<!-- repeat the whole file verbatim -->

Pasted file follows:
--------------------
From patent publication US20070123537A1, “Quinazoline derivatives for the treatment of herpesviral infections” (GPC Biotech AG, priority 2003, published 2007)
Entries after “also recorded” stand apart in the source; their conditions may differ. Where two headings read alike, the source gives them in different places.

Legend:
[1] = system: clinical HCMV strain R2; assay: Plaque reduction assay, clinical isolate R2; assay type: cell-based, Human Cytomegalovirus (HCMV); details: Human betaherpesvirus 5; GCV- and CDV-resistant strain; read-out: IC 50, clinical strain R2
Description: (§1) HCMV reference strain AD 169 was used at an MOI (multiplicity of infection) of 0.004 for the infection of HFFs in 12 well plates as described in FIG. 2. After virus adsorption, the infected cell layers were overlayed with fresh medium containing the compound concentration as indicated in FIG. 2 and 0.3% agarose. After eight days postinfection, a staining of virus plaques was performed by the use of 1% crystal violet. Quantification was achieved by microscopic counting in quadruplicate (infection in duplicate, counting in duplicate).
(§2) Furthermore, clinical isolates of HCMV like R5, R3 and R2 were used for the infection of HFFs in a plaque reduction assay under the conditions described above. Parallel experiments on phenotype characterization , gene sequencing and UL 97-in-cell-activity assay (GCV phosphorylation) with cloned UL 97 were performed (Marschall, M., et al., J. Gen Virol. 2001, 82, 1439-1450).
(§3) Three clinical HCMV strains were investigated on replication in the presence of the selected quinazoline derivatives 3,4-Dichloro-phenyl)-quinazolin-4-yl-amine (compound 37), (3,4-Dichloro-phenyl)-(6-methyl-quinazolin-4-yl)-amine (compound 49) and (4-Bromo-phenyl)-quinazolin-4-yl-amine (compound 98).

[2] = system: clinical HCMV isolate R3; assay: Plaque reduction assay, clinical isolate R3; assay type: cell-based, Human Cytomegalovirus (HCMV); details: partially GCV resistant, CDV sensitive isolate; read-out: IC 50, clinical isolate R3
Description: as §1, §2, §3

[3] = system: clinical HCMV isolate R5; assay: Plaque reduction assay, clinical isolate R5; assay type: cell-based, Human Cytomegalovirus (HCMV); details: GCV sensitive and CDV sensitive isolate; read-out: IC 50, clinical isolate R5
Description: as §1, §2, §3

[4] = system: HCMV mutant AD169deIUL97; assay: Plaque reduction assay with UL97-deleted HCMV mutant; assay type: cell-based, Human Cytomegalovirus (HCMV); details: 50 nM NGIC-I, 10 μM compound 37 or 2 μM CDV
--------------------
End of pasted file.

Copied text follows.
From patent publication US20070123537A1, “Quinazoline derivatives for the treatment of herpesviral infections” (GPC Biotech AG, priority 2003, published 2007)
Entries after “also recorded” stand apart in the source; their conditions may differ. Where two headings read alike, the source gives them in different places.

Legend:
[1] = system: clinical HCMV strain R2; assay: Plaque reduction assay, clinical isolate R2; assay type: cell-based, Human Cytomegalovirus (HCMV); details: Human betaherpesvirus 5; GCV- and CDV-resistant strain; read-out: IC 50, clinical strain R2
Description: (§1) HCMV reference strain AD 169 was used at an MOI (multiplicity of infection) of 0.004 for the infection of HFFs in 12 well plates as described in FIG. 2. After virus adsorption, the infected cell layers were overlayed with fresh medium containing the compound concentration as indicated in FIG. 2 and 0.3% agarose. After eight days postinfection, a staining of virus plaques was performed by the use of 1% crystal violet. Quantification was achieved by microscopic counting in quadruplicate (infection in duplicate, counting in duplicate).
(§2) Furthermore, clinical isolates of HCMV like R5, R3 and R2 were used for the infection of HFFs in a plaque reduction assay under the conditions described above. Parallel experiments on phenotype characterization , gene sequencing and UL 97-in-cell-activity assay (GCV phosphorylation) with cloned UL 97 were performed (Marschall, M., et al., J. Gen Virol. 2001, 82, 1439-1450).
(§3) Three clinical HCMV strains were investigated on replication in the presence of the selected quinazoline derivatives 3,4-Dichloro-phenyl)-quinazolin-4-yl-amine (compound 37), (3,4-Dichloro-phenyl)-(6-methyl-quinazolin-4-yl)-amine (compound 49) and (4-Bromo-phenyl)-quinazolin-4-yl-amine (compound 98).

[2] = system: clinical HCMV isolate R3; assay: Plaque reduction assay, clinical isolate R3; assay type: cell-based, Human Cytomegalovirus (HCMV); details: partially GCV resistant, CDV sensitive isolate; read-out: IC 50, clinical isolate R3
Description: as §1, §2, §3

[3] = system: clinical HCMV isolate R5; assay: Plaque reduction assay, clinical isolate R5; assay type: cell-based, Human Cytomegalovirus (HCMV); details: GCV sensitive and CDV sensitive isolate; read-out: IC 50, clinical isolate R5
Description: as §1, §2, §3

[4] = system: HCMV mutant AD169deIUL97; assay: Plaque reduction assay with UL97-deleted HCMV mutant; assay type: cell-based, Human Cytomegalovirus (HCMV); details: 50 nM NGIC-I, 10 μM compound 37 or 2 μM CDV